Django Non-Review

Fenster writes:

People are rightly criticized for criticizing movies they haven’t seen, so I won’t set myself up as a critic of Django, which I have not seen and don’t plan to see.

I don’t know, it’s just that I have seen the trailer and I find the whole enterprise, in miniature form there, so tedious, so faux-shocking, so pre-adolescent, so self-referential-into-a-cul-de-sac that I can’t get it up to spend the time on the long form.

I’ve been down this road before.  I doubted that I really wanted to see Kill Bill and Inglourious Basterds after those trailers but took the plunge, with later regrets, in those instances.  Unless my curiosity or your comments get the better of me, though, not again.

This was not always the case with Tarantino ‘n me, for sure.  I have to admit I really liked Pulp Fiction when it came out, though even then I had reservations about the content.  Sure, the violence and the dialogue were both clever, but what works when challenging genre conventions doesn’t always work as well if it aspires to be victorious as a new genre.  Every hero is, as they say, a bore at last.

A special exemption, IMHO, for Jackie Brown, which was earnest and honest in its throwbackness.  But most of the rest I can do without.

Now, I am not going to criticize Django, as I said.  But I will reference a little to-do over the use of the n-word in the film.  It is used a lot, apparently, and Drudge has been making much of that fact in his unique fashion–i.e., not by saying anything directly but simply through the number and nature of linked articles.  As a left-leaning journo on a Village Voice blog put it:

Drudge just puts the very fact out it there, apparently hoping that it illustrates two weary complaints of white conservatives: 1. That liberals are at best hypocritical and at worst the real racists; 2. That if white conservatives have to watch what they say, than everyone else does, too. The assumption is that Tarantino’s film is, by math, 100 or so times worse than, say, the Fox Nation commenter who just spews it once.

The blogger goes on to defend Tarantino, but he does so in an unusual way.  He seems to want to make it out that Tarantino has some kind of Ken Burnsian obligation to history to use the word.

First, and most obviously, the film is set in a time when the word was, for white Southerners especially, practically a synonym for property. To not use it would have been the most distracting of compromises — a whitewash, if you will.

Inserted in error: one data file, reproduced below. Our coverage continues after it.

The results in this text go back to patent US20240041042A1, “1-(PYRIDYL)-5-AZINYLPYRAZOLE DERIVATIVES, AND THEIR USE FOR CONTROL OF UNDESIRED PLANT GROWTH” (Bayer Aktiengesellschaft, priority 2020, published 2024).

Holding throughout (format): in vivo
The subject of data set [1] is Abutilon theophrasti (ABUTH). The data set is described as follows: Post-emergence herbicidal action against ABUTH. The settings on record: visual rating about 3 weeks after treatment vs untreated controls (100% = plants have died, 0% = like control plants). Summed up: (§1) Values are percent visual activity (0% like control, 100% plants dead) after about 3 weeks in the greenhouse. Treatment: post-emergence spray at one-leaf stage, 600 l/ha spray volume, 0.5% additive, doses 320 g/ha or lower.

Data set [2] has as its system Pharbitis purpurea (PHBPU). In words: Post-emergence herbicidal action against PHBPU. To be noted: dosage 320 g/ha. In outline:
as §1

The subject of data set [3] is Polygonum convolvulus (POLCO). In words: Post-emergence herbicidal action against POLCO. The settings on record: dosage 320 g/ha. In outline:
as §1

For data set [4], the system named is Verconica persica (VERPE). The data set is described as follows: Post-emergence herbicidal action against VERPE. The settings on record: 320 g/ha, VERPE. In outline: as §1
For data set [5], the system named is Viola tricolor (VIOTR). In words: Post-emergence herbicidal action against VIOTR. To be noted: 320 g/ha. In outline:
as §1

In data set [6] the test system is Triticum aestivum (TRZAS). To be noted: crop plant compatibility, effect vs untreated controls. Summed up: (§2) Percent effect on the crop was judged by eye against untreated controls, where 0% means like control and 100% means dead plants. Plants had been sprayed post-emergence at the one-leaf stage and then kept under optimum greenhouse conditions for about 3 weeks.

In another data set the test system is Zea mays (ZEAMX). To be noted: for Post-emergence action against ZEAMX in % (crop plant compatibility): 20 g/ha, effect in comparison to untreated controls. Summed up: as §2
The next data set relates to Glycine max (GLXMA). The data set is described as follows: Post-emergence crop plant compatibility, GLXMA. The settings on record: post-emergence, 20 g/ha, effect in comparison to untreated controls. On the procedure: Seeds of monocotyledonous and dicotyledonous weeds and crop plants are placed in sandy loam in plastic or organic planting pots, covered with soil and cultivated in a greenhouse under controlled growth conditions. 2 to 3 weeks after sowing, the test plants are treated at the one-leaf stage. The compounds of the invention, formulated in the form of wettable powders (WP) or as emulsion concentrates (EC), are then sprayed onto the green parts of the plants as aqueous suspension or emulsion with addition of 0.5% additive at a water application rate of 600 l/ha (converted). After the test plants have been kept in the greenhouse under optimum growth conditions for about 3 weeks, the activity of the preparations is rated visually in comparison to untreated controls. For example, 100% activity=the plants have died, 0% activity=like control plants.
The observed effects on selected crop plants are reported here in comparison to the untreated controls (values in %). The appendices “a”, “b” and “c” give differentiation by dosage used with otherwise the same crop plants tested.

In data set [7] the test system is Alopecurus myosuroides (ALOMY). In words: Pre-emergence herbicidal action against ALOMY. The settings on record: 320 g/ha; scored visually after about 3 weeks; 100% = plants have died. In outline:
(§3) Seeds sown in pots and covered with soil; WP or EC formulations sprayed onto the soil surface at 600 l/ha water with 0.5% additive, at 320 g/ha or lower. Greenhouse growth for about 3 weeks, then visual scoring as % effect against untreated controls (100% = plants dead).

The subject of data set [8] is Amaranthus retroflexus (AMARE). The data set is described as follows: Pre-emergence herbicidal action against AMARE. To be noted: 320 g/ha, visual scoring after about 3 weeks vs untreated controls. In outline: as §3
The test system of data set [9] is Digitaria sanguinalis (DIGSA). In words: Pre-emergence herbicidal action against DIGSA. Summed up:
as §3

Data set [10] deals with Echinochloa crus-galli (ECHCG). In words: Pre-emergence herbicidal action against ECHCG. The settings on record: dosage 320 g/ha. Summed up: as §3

It also helps the the word gets the biggest workout from the leads: a former slave and a bounty hunter who deplores slavery.

This makes sense both in terms of plotting — the duo go undercover as slavers themselves in an effort to free Django’s wife from her own legal bondage — and in terms of verisimilitude.

Verisimilitude?!  Did you ever think someone would resort to the v-word in discussing Tarantino?  Is it really credible to maintain that using the word 100+ times in a Quentin Tarantino film is an effort to be respectful to history?

Ah, but I am not out to critique a film I have not seen.  Perhaps I should see it.  The Voice critic seems to think I should:

The film is complex, surprising, and somewhat great. Also, being Tarantino’s, it’s impossible to unpack sight unseen — or even after just one viewing.

Gee, I may have to see it more than once even.  We will see.  In the meantime, I remind myself of Confucius’ maxim: he who has tongue too firmly in cheek may find head up ass.

About Fenster

Gainfully employed for thirty years, including as one of those high paid college administrators faculty complain about. Earned Ph.D. late in life and converted to the faculty side. Those damn administrators are ruining everything.
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6 Responses to Django Non-Review

  1. Fabrizio del Wrongo says:

    Agree with you that Tarantino doesn’t really give a hoot for history. It seems to me that the n-word is just a Tarantinoish sort of thing. It’s gritty and colorful and shocking and throwbacky and it has street cred. It’s also a black thing, and Tarantino has long been obsessed with black things. Conservatives are probably right that there’s a double-standard regarding who gets to use the n-word and who doesn’t. But there are so many double-standards of that type that I’m not sure it’s worth getting hung up on. QT gets away with it by having prominent black actors involved in his projects, and surely it helps that “Django” is strongly pro-black and anti-slavery. Still, Spike Lee complained mightily over the use of the n-word in some of Tarantino’s ’90s films. I wonder how Spike feels about that now…

    Like

  2. epiminondas says:

    Confucius say, once you see, you cannot UNsee.

    Like

  3. Toddy Cat says:

    Doncha love how liberals “say” things, and conservatives “spew” them?

    Like

    • Yep.
      As for the movie, I will go see it. Frankly I hate the content of all of QT’s work, but to watch a film in the hands of a talented director–it makes us realize what we’ve lost. The opposite of how anti-counterfiting FBI agents are trained or gemologists, when they study the real thing so closely for so long that they can spot a fake almost instantly, we are fed mediocre, meandering movies so often that when a director can actually create tension and drama it’s like having studied cubic z’s and then being blinded by a diamond. It’s just so sad that brilliance tells these stories.

      Like

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